Photo left: In Isa’s handwriting – Notice the rivers and hills [of the Qu’Appelle Valley] this is taken behind the store The little Jackson girl are in too. Jenny Inglis may be the girl on the right?. Isa sent both of these photos back to her sister Mary in Girvan, Ayrshire, Scotland where they are still in the collection of May Wood, a descendant of Mary.
Isa did get involved in the Ellisboro community and joined the local Ellisboro church; the photo at right, labelled “English Church at Ellisboro” she sent to her sister Mary This church was right across the road from where the Speirs family lived in Ellisboro. The photo right, from the collection of May Wood in Ayrshire, was likely taken in 1917, on the same roll of film as the above photos of the Inglis children. Photo below taken in Ellisboro by the author in 2004.
Several years later, in 1922, after Isa had moved to the United States she no doubt informed the church she was no longer part of the congregation and received the certificate below. The certificate is now in the collection of Mary Smith in Tennessee.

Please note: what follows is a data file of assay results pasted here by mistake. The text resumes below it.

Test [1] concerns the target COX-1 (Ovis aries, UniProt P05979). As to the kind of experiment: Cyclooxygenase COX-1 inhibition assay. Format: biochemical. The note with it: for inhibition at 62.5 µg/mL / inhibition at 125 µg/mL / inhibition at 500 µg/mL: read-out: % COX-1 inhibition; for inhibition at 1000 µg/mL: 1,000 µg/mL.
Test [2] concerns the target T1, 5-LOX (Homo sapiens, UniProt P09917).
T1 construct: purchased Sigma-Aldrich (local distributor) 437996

In 1917 Isabella had been in the Ellisboro area of Saskatchewan for four years and she obviously considered this her new home. In May of that year she was working in Wolseley Saskatchewan and sent a post card to her cousin Jean WATSON, C/O of Ellisboro post office. The picture on the postcard of Wascana Lake in Regina; she had no doubt bought the card on a trip to the city.
Wolseley, May 25, 1917. Hello Jean, How are ya and all the folks up home? Did you have a good time at the picnic? Had a nice day for it anyway. And I was disappointed at not getting out there. Saw Sandy yesterday he say his job is not all its cracked up to be. They are still working on Magers [?]. Hope to see you soon. Kindest regards to all. How is the seed and garden coming on. Isa
Post card from the author’s collection.
[Isabella’s story to be continued